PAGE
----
Last December, the Canadian Radio-television and Telecommunications Commission (CRTC) began a yearlong public consultation on the future of Canada’s Internet services. At its core, the Review of Wholesale Services and Associated Policies is about how Canadians are served by the current structure of our telecommunications system and the policies that govern it.
The consultation will determine whether and how Canadians are able to access affordable and reliable Internet services that are independent of Canada’s large telecom conglomerates. Despite recent improvements, crucial steps remain in reforming our telecommunications sector to ensure it provides a wide range of cost-effective services that allow artists, entrepreneurs, and everyday Internet users to participate in Canada’s growing digital economy.
Sadly, the current state of Canada’s telecom marketplace is often characterized as dysfunctional, driven by oligopolistic forces that impede our ability to fully benefit from the possibilities of broadband Internet.
For example, in 2013, large incumbent carriers such as Bell, Rogers, Telus, and Shaw held 92% of the Canadian residential market. The result, in broad strokes, is that Canadians pay some of the highest prices in the industrialized world for Internet services—a finding confirmed by several independent reports, including the CRTC-commissioned Wall Report, and the Organization for Economic Co-operation and Development’s (OECD) Communications Outlook.
The current CRTC review of wholesale services could potentially improve our telecommunications system in two critical ways.
First, it could overhaul open access rules to put independent Internet service providers (ISPs), such as Teksavvy and Distributel, on an equal playing field to Canada’s big three by ensuring all providers, large and small, have cost-based access to broadband networks. Second, the CRTC could extend this cost-based regime to next-generation ultra-fast fibre Internet networks, to ensure that independent providers can keep up with growing bandwidth demands.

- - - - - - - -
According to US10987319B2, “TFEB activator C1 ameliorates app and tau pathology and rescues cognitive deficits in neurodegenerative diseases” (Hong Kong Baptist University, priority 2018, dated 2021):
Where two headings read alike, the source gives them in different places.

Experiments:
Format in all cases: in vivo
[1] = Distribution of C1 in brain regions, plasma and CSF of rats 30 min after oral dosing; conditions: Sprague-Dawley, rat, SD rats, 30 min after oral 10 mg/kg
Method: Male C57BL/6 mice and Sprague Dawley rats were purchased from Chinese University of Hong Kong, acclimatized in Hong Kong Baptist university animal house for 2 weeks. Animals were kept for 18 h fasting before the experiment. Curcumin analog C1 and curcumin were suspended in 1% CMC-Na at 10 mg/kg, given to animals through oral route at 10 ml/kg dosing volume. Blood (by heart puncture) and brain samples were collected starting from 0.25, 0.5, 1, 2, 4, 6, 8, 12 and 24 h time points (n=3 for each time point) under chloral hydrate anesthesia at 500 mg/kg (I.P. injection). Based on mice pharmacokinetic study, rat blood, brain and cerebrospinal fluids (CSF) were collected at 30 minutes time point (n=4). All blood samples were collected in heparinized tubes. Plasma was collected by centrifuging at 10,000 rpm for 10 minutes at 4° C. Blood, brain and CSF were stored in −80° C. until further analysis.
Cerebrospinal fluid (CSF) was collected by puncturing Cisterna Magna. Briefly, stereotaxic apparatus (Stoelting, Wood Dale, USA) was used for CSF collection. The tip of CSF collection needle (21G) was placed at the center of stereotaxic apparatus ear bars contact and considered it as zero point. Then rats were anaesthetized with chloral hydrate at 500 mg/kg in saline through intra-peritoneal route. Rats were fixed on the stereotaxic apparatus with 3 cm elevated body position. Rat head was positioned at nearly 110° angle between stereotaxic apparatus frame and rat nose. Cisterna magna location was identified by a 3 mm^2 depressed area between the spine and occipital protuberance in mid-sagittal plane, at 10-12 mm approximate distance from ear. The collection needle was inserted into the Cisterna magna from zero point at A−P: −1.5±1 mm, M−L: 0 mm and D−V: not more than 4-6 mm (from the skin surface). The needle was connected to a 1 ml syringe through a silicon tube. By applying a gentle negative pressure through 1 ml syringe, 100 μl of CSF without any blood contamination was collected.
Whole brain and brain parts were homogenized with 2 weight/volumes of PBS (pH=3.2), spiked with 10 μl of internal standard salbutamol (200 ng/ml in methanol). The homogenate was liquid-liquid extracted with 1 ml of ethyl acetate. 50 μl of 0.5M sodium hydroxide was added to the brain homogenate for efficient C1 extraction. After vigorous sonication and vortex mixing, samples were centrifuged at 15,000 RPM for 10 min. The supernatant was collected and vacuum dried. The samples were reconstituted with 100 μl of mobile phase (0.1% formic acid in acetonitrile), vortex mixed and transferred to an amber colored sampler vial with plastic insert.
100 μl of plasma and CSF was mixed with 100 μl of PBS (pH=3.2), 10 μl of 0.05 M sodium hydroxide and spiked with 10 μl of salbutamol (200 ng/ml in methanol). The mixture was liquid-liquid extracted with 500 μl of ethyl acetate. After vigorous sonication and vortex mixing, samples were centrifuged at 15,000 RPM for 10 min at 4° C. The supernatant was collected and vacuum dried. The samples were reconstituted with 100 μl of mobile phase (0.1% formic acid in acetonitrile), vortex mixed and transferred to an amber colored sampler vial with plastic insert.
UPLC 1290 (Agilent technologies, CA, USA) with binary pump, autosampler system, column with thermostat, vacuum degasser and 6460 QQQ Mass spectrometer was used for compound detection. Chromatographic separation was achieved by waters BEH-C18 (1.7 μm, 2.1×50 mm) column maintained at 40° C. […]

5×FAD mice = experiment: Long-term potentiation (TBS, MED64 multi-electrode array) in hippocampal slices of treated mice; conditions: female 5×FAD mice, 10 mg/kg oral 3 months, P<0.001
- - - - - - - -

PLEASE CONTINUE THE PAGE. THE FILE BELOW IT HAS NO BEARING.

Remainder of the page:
Presently, Canada’s incumbent providers not only control access to crucial wholesale broadband Internet services—the network that non-incumbent competitors rely on to provide their own retail offerings—they also offer their own retail services against which these smaller providers compete. For example, incumbent provider Rogers sells wholesale services to TekSavvy, an independent ISP, while also operating against them in the retail arena.
The resultant situation is ripe for abuse by powerful incumbent providers, which have taken advantage of their market power with a well-documented history of discriminatory practices against smaller, independent operators.
This CRTC consultation will determine whether these practices continue, or whether we will finally move toward a more level playing field for independent services. OpenMedia has been an intervener in the process since the beginning, notably by facilitating nearly 25,000 independently written submissions to the regulator from everyday Internet users.